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Transcript
American University
Monetary Comprehensive Exam
June 2012
DIRECTIONS: There are two sections to this exam. Please follow the directions for each section.
Section 1
Part A. Short Answer Questions
Choose any three (3) of the following. For each concept you choose, you must give a definition
and discuss the significance of the concept for financial economics. You may include examples if
you wish but these do not substitute for the definition and explanation.
1.
2.
3.
4.
5.
6.
Covered call option
Equity premium
Arrow-Debreu security
Risk-free rate
Certainty equivalent
Sharpe ratio
Part B. Problems
Choose any three (3). Remember to answer all parts of the question. You must show all relevant
formulas and calculations in addition to your explanation. You may use a calculator (provided).
1. (a) Construct a synthetic one-year zero coupon bond using the information in the table.
All bonds are free of default risk and have face value equal to $100. The annual coupon
of 6% is paid in semi-annual installments.
Term to maturity
Price
Coupon
6 months
$94
0
1 year
$98
6%
(b) Find the profitable arbitrage opportunity if the price of a one-year zero coupon bond
in the market is $95. Be specific in your answer (e.g. show all cash flows).
(c) What conditions are necessary for arbitrage to enforce the price calculated in part (a)?
(d) What does the yield curve in this problem indicate about the market‟s expectation of
future 6-month interest rates? Demonstrate and carefully explain the theory you are
using.
(e) What are the potential limitations of the theory you employed in part (d)? Explain.
Page 2 of 5
2. Consider a 2-period CRR (Cox-Ross-Rubinstein) model with an annually compounded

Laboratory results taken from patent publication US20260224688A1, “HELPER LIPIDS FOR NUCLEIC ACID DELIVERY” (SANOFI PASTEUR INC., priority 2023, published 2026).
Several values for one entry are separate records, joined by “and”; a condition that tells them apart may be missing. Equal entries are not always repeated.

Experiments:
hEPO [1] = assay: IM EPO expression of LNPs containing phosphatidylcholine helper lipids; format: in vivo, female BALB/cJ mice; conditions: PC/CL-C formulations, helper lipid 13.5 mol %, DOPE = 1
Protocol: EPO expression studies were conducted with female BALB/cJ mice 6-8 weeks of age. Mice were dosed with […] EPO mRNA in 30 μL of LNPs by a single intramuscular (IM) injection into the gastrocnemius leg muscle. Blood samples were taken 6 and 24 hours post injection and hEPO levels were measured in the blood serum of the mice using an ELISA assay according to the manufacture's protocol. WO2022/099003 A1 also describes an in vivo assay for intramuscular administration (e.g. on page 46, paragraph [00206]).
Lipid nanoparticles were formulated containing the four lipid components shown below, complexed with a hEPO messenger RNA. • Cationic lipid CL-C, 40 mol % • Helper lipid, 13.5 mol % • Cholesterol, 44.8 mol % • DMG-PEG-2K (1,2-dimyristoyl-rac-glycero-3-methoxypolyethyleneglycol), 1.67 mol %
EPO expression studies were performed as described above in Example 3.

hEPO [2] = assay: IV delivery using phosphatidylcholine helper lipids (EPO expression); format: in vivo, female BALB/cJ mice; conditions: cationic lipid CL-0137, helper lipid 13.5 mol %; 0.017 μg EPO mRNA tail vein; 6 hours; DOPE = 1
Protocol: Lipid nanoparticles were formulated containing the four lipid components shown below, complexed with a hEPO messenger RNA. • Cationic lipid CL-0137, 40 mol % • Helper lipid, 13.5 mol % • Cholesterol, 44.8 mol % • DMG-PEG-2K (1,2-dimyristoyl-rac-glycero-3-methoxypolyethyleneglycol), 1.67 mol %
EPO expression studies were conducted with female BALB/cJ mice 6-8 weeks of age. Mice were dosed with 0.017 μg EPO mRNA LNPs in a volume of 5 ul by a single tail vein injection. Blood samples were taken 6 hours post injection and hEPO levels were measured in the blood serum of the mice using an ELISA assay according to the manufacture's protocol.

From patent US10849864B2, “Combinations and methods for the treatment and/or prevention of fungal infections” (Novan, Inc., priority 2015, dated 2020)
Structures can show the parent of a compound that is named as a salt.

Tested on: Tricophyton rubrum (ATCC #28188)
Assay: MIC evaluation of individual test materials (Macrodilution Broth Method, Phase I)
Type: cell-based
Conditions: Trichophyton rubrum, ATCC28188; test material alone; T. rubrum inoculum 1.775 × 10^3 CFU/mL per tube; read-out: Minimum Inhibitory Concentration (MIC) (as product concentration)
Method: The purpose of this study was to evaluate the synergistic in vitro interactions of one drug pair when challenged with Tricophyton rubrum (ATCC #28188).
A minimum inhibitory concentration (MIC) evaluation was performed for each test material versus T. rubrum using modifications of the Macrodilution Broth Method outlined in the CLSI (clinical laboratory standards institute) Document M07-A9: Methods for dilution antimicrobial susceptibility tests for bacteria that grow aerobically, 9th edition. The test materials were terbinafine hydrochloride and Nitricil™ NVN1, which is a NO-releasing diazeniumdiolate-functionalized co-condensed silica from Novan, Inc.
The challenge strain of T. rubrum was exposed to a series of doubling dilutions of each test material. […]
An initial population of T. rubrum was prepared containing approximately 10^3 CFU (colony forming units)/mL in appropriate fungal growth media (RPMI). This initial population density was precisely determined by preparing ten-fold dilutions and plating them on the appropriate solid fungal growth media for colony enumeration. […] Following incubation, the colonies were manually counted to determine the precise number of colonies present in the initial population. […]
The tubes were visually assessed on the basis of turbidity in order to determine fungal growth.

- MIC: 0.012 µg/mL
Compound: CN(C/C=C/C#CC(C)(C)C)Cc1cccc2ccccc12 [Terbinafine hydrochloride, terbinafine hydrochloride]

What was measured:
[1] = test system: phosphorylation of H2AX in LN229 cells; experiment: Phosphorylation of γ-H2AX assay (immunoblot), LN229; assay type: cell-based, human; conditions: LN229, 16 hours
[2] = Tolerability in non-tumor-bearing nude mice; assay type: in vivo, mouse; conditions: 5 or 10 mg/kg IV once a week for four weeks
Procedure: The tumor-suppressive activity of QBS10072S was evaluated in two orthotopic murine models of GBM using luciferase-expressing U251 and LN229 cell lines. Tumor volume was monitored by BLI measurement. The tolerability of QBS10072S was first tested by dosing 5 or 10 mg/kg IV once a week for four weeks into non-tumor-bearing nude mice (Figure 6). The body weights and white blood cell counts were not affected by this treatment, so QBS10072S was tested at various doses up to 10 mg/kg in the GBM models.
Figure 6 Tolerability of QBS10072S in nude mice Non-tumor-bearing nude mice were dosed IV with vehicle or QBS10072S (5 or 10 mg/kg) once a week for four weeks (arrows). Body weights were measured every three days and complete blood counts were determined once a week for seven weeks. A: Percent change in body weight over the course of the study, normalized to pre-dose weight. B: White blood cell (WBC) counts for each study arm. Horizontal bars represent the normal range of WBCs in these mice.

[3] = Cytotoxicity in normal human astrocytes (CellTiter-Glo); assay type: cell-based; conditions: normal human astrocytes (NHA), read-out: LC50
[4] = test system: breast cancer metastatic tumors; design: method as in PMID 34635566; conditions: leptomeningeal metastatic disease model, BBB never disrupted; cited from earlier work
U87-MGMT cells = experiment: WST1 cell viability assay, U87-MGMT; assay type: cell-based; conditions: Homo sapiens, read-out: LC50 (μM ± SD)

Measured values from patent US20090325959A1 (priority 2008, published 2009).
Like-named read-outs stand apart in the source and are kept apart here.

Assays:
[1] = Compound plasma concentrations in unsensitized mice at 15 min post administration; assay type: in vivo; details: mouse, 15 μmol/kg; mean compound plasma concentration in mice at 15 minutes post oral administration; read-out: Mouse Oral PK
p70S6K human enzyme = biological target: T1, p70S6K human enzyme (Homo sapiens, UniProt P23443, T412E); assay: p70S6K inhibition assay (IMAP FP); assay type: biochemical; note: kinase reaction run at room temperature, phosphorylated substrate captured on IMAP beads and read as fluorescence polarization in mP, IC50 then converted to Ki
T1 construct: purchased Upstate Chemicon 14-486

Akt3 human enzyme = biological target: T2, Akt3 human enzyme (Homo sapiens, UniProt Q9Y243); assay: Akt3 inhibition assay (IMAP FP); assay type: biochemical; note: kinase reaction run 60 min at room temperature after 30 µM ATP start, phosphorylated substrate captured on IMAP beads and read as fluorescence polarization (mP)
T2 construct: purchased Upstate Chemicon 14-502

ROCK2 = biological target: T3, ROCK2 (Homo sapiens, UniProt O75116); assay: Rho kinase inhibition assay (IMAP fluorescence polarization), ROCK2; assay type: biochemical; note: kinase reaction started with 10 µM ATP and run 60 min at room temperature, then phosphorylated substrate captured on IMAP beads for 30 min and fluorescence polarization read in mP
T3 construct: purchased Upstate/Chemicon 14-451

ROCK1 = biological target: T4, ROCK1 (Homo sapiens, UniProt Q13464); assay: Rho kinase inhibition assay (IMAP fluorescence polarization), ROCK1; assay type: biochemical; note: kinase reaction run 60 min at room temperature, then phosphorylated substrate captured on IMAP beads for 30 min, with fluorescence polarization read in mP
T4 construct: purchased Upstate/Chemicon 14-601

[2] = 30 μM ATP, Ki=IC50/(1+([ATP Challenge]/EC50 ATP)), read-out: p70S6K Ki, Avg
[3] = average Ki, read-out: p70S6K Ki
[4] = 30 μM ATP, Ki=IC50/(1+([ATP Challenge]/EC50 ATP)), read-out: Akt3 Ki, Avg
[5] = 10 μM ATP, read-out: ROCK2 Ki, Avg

interest rate r = .08, S(0) = $110, u = 1.1 and d = .90. The payoff is the European at-themoney call option with strike price K = $110. Let t = 1.
(a) Find the projected values of the stock after two periods.
(b) Find the payoffs of the call option after two periods.
(c) Compute the relevant risk-neutral probabilities and explain their meaning.
(d) Find the price of the call option after the first period.
(e) Find the price of the call option today (time 0).
(f) Explain in words the principles of financial economics you employed in parts (a)-(e).
(g) Explain the risks faced by the seller (writer) of the call option.
(h) In general, how could the risks faced by the seller be mitigated? Explain.
3. (a) Derive the put-call parity condition (you can use equations or graphs for this) and
explain in detail how it relies on the value additivity condition. (b) Use the parity condition to
carefully show how to replicate the risk-free security with payoff equal to K. (c) Next, use
the parity condition to carefully show how to replicate a European put option. You must
demonstrate and explain each step completely (e.g. action taken today, payoffs in the future).
4. Let C(t) and P(t) represent the prices of a European call and put option respectively. K is
the strike price of each option, S(t) is the price of a single share of stock, F(t) is the forward
price of the stock a year from now, q is the continuously compounded dividend payment and
(T-t) = 1. Show that arbitrage profit is possible in the following two cases:
(a) C(t) + Ke-r (T-t) > S(t) + P(t)
(b) F(t) > S(t) e(r-q) (T-t)
Be sure you demonstrate each step and clearly show the profit
5. A firm‟s assets consist only of 8-year zero-coupon bonds and 2-year zero coupon bonds,
each with face value of $1,000. Assume the annual interest rate is 6% with a flat yield curve.
The firm has liabilities worth $10,000 due in 4 years. (a) How many units of each bond
should the portfolio hold if it wants to create a duration-immunizing portfolio? (b) If the
interest rate rises to 7% tomorrow, what is the net value of the firm‟s position? Be sure you
add a complete explanation for each part
Page 3 of 5
6. (a) What are the main assumptions of the Capital Asset Pricing Model (CAPM)?Are these
assumptions realistic in your view? Does this affect the usefulness of the model?
(b) Suppose you consider investing in mutual fund A that invests 30% of its funds in the risk-free
asset at the rate of 5%, and 70% of its funds in a portfolio with a beta equal to .75 and an
expected return of 20%. The market has been returning an average of 25% with a standard
deviation of 10%. The current price of one share in fund A is $100. What is today‟s theoretical
CAPM price of one share in fund A? Is fund A correctly priced according to CAPM? Show all
steps.
(c) What was the role of the capital market line (CML) and the securities market line (SML) in
your answer to part (b)? Explain and demonstrate completely. Provide a carefully labeled graph
in each case.
(d) How much does the market pay for the specific risk of fund A? Explain.